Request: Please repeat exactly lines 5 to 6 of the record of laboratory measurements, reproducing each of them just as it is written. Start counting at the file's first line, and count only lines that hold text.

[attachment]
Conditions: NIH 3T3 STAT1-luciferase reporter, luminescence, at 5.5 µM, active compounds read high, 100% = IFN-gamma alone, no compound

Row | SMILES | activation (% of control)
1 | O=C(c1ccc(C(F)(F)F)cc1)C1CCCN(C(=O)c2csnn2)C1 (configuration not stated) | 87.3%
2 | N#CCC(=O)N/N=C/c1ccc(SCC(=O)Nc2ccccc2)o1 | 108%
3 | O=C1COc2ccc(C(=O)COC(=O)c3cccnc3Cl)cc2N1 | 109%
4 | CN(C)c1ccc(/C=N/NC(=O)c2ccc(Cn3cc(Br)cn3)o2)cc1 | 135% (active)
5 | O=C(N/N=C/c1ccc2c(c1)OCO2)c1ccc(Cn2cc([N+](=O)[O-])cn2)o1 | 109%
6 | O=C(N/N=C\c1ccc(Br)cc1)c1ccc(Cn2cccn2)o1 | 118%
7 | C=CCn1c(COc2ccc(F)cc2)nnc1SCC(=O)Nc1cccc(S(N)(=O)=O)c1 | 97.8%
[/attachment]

3 | O=C1COc2ccc(C(=O)COC(=O)c3cccnc3Cl)cc2N1 | 109%
4 | CN(C)c1ccc(/C=N/NC(=O)c2ccc(Cn3cc(Br)cn3)o2)cc1 | 135% (active)